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All Stopped Up

Nasal Congestion in Infants

By Lisa A. Goldstein

Pages:  1  2  3  4  

New parents have enough worries. The last thing they need to think about is breathing, which, to them, is second nature. But to Baby, it's not. And nasal congestion in babies is, unfortunately, quite common.

In fact, says Dr. Ari Brown, pediatrician and co-author of Baby 411: Clear Answers and Smart Advice for Your Baby's First Year (Windsor Peak Press, 2003), virtually all newborns have some nasal congestion for up to six weeks.

Nasal congestion is more bothersome in newborns, as they are actually nasal breathers from the early neonatal period to about 2 months of age or so, explains Dr. Lamenta Conway, a pediatrician with the Sinai Children's Hospital and Access Community Health Network in Chicago.

Symptoms and Causes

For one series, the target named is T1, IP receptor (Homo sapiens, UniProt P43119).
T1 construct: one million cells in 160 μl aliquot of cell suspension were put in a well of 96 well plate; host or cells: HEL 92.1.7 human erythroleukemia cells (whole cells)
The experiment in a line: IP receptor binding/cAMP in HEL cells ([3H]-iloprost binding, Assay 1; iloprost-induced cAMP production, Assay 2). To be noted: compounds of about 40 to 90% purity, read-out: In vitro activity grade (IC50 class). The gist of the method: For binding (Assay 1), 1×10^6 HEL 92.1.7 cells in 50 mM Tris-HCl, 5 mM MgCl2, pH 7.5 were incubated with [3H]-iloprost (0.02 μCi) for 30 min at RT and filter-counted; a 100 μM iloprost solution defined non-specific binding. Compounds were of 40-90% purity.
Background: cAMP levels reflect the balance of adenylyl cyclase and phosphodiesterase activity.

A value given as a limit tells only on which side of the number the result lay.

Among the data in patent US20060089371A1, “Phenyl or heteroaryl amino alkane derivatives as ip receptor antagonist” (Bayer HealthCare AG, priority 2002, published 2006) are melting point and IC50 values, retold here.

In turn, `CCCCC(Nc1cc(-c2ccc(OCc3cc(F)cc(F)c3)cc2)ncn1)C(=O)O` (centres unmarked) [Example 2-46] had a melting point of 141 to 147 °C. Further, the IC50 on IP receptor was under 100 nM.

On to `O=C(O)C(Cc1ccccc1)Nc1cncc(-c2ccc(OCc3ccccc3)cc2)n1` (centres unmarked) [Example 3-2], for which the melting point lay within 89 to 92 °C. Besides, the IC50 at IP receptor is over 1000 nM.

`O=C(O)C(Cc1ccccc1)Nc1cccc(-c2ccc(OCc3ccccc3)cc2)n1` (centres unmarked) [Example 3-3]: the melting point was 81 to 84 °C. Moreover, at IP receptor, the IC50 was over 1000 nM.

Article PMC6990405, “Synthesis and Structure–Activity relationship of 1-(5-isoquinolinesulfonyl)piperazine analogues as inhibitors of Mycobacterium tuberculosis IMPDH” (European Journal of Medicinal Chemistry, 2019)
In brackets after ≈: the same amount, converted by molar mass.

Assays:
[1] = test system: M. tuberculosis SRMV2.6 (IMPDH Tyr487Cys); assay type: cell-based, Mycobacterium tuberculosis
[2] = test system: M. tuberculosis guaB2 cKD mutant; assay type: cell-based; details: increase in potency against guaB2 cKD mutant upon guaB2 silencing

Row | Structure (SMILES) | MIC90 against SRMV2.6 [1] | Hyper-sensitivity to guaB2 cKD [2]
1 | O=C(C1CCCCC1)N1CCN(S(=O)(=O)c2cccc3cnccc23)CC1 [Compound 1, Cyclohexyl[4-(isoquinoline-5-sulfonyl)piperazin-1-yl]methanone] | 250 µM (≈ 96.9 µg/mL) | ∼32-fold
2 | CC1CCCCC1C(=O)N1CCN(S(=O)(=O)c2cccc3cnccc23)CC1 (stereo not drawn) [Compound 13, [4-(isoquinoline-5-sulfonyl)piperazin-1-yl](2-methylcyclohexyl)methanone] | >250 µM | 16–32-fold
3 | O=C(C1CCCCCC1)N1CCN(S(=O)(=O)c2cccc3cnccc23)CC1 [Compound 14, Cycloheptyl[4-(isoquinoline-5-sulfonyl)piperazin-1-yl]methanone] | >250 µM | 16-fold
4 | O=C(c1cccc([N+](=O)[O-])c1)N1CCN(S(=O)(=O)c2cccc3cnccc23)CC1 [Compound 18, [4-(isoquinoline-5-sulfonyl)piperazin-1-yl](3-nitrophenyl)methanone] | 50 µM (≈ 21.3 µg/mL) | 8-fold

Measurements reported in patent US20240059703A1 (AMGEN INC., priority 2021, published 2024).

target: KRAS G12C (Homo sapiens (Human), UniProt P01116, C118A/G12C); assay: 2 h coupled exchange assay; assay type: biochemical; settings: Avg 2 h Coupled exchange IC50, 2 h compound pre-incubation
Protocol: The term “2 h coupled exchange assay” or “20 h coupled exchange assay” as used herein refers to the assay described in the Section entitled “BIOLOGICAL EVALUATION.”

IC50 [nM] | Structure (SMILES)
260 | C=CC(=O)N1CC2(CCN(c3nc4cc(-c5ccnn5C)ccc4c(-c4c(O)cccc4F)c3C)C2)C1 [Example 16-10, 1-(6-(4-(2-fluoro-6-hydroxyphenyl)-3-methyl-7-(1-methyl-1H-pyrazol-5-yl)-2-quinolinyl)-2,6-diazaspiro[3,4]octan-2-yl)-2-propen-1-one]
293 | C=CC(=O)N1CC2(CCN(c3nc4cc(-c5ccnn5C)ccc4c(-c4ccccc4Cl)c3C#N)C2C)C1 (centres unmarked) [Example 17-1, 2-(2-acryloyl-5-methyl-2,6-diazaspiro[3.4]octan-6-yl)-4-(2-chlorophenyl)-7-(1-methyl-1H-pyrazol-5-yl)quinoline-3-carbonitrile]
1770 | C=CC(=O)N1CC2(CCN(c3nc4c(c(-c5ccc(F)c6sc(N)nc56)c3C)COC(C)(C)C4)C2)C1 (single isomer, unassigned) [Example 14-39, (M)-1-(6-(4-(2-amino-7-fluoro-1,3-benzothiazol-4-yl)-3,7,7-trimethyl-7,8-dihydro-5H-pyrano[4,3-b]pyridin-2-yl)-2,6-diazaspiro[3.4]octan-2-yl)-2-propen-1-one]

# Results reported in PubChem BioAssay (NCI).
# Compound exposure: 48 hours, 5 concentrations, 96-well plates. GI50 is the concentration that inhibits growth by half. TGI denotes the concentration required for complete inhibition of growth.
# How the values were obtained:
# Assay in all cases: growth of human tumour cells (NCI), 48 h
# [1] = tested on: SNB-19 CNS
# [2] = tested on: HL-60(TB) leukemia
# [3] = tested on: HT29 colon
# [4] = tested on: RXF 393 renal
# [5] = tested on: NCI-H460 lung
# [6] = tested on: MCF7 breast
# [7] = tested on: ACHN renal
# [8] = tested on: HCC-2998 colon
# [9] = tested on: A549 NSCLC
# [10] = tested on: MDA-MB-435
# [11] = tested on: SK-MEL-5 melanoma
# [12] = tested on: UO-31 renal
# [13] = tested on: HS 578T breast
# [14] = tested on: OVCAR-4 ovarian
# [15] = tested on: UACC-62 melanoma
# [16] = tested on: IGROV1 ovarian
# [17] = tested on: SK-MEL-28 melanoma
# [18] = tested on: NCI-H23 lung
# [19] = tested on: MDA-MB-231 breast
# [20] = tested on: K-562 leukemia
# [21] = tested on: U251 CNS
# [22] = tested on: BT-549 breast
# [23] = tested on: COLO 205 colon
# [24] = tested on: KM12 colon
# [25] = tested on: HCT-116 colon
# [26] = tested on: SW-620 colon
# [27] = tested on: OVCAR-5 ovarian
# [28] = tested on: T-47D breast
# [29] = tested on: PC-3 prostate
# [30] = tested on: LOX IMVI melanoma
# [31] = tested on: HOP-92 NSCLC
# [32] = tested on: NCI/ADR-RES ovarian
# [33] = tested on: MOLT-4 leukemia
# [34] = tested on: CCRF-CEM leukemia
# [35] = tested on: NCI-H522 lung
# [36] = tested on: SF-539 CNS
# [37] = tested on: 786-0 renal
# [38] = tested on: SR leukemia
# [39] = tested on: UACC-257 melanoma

Some typical symptoms to be on the look out for, say Drs. Conway and Brown, include:

  • Difficulty with feeding
  • Crying, becoming agitated
  • Nasal discharge
  • Noisy nasal breathing
  • Difficulty sleeping
  • Possibility of fever
  • Greater comfort when sitting upright
  • Snoring
  • Snorting
  • Sneezing
  • Coughing

The causes for nasal congestion can vary. "Viral infections [common colds] are common among children, and infants are susceptible as well," says Dr. Conway. Acid reflux is another cause, says Dr. Brown. Sinusitis/adenoiditis (secondary bacterial infection) is possible if the nasal discharge is discolored and has been present for more than two weeks straight, he adds. Allergies may be another culprit � especially if the child is over the age of 2.

How long congestion lasts depends on the cause. If it's a typical virus, the symptoms can last for three to seven days, says Dr. Conway. "However, because children are susceptible to viral infections, there may appear to be short intervals between sickness and wellness as children may have as many as 10 to 12 viral/cold infections per year," she says.

When should parents be concerned? "If a newborn's breathing truly is labored with congestion, if it persists more than six weeks or if a baby under 3 months of age has a fever associated with it," says Dr. Brown.

What Parents Can Do

Pages:  1  2  3  4  

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